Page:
Loading presentation...

Present Remotely

Send the link below via email or IM


Present to your audience

Start remote presentation

  • Invited audience members will follow you as you navigate and present
  • People invited to a presentation do not need a Prezi account
  • This link expires 10 minutes after you close the presentation
  • A maximum of 30 users can follow your presentation
  • Learn more about this feature in our knowledge base article

Do you really want to delete this prezi?

Neither you, nor the coeditors you shared it with will be able to recover it again.


Untitled Prezi

No description

Kris Rutter

on 2 February 2015

Comments (0)

Please log in to add your comment.

Report abuse

Transcript of Untitled Prezi

The Real People Who Experienced the Holocaust

How much can you understand about
another person's experiences?

Can you understand hunger and want?
Talk Time:
Can you understand living in silence?
If I told you to be quiet for two minutes, could you do it? You could not talk, you could not touch anything that makes noise, and you could not make a single sound. Let's see....

Okay, the time is up. How well did you succeed?
Can you understand living in fear?
What frightens children? Teenagers? Adults?
What frightens you?
Can you understand being hated because of your culture or your religion?
Has anyone ever treated you differently simply because of who you are?
A Show of Hands:
How many of you completely, absolutely, entirely understand what so many suffered during the Holocaust?

When was the last time you were really hungry?
What did it feel like?
Does it make a difference to know that you can always go somewhere and find food?
Walter Zwi Bacharach's Story
What hunger is like in a concentration camp
Why was hunger sometimes worse than other problems people faced during the Holocaust?

Why does he mention that you would take food from a friend in these camps?

Why does Walter Bacharach not want to use the word "steal?"
About Hunger
"[Hunger] affected people and caused them to act in ways... [they would never normally act]. Hunger was the partner of disease; together they claimed more victims’ lives than any cause other than murder. Hunger and disease fed each other in a vicious cycle, of course: had the victims not been so weak, they would not have become so ill, and so forth."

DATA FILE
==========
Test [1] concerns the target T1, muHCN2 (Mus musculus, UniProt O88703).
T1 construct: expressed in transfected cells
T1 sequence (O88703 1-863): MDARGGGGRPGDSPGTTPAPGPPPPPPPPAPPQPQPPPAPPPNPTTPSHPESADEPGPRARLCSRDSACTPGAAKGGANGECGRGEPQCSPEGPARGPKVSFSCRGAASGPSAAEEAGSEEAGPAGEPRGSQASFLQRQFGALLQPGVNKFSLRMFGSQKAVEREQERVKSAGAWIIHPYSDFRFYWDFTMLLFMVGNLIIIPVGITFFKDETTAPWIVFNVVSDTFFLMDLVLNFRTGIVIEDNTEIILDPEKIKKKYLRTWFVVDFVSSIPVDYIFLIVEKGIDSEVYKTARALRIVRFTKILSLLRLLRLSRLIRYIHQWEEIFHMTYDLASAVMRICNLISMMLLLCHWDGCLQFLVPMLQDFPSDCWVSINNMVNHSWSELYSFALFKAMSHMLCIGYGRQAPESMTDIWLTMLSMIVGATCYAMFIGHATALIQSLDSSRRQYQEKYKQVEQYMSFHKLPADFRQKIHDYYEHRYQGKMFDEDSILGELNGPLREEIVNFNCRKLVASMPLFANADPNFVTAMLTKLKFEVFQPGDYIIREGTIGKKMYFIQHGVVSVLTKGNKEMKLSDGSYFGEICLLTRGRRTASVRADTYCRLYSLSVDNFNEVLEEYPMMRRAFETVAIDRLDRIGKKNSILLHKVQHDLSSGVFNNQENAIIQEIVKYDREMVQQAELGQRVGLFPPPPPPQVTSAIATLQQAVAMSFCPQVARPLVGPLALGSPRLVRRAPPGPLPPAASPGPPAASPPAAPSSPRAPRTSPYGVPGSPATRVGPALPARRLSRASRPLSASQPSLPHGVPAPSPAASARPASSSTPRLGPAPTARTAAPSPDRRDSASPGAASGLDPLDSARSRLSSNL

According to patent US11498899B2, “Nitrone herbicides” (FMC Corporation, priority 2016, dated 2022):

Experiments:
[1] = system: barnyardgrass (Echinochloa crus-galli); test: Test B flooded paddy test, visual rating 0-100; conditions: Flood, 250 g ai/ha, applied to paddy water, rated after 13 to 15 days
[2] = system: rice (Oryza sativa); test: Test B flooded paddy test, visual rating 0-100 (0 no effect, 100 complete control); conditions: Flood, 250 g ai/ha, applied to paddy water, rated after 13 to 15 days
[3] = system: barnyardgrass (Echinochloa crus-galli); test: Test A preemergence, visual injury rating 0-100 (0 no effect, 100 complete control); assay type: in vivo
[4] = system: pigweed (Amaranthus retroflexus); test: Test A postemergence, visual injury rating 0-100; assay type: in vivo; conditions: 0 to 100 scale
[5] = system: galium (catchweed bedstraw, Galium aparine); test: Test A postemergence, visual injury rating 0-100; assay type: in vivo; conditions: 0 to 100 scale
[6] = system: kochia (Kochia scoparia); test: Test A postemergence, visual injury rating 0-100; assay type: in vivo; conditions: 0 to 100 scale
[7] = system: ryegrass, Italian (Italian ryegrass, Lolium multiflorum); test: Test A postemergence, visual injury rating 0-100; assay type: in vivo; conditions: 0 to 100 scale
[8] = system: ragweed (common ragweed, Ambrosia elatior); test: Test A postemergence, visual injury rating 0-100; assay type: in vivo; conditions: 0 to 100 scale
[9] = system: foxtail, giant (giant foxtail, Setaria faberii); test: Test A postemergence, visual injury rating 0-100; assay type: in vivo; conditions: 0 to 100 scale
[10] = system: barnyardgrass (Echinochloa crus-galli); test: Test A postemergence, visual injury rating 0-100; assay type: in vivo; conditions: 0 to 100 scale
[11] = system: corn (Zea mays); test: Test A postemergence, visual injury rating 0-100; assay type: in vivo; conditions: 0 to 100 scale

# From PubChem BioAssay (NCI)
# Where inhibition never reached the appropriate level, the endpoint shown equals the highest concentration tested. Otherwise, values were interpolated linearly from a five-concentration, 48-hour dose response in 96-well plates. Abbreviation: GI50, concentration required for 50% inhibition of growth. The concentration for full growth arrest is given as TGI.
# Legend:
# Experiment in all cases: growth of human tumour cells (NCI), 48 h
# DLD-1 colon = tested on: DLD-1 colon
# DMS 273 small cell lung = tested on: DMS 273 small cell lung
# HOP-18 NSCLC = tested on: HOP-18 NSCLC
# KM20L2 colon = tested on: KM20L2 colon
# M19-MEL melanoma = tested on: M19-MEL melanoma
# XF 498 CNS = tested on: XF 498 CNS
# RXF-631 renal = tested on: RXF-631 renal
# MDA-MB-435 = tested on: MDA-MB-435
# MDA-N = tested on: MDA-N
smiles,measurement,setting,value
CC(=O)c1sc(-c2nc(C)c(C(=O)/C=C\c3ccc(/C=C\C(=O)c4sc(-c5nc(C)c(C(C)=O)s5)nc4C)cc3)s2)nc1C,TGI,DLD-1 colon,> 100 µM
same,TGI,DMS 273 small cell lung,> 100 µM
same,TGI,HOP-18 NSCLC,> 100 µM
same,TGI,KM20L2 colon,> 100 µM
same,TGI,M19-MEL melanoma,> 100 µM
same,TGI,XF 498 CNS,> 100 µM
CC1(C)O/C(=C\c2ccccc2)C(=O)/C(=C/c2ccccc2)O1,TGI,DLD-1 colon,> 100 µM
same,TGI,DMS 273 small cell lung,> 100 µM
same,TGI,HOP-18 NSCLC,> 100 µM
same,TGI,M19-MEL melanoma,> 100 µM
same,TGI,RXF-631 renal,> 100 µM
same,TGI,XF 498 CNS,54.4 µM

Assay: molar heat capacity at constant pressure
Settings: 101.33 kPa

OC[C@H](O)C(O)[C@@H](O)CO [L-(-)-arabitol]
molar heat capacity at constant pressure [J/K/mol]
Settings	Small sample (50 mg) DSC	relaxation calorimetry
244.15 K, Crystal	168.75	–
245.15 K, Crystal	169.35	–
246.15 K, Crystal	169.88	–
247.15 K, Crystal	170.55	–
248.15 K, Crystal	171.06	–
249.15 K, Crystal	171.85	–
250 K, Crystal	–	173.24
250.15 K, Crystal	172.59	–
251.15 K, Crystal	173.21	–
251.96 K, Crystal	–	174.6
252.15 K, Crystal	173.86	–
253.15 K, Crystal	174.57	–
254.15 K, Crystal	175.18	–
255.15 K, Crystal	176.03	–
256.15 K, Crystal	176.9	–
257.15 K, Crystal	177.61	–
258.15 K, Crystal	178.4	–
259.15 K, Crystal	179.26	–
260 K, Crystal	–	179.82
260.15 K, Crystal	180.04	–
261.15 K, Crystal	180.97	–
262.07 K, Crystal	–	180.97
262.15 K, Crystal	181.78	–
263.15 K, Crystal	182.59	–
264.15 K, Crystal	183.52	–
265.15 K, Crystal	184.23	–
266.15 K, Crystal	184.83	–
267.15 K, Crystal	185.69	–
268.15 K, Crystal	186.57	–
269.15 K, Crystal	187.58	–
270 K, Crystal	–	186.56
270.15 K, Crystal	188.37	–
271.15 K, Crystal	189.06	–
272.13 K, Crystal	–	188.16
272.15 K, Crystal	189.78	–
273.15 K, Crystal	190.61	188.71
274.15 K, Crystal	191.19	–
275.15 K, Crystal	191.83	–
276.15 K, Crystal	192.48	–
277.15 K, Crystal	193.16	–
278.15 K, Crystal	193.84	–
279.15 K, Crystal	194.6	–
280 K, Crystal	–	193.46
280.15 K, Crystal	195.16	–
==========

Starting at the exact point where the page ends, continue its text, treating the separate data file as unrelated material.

~"Spots of Light: Women in the Holocaust," Yad Vashem
Ghetto Rations in Lithuania
What are these boys holding?
Children eating in the Lodz Ghetto
Describe this picture.
A Man with Soup in the Ghetto
How do you normally eat soup?
Jews Hiding in an Attic in Holland
How many people are in this photo? List adjectives to describe this photo.
Suse Grünbaum's Story


Jacob's Story
In summer 1943, Jakob Steinkeller heard [that the Nazis were coming to take the Jewish children away]. To save his 5-year-old son Frederik, he approached the Nowaks, a Polish Catholic family that lived a workshop. Smuggled to the workshop, Frederik survived the war with the Nowaks. His father Jakob, however, was deported to the Auschwitz killing center. Frederik hid in several locations in the Nowaks' one bedroom apartment: under a table, in a bed, and even inside this wardrobe. Frederik often sat behind the wardrobe, in a small chair, until any danger of discovery by visitors to the Nowak home passed.
Admit our limitations.
The Wardrobe
Think about the five-year-old children you know. How difficult would it be for them to be quiet and hide for hours?
Anne Frank's Annex
Let's go inside the bookcase:

Holocaust Survivors Describe What Living in the Netherlands Was Like
What emotions can you see on these women's faces?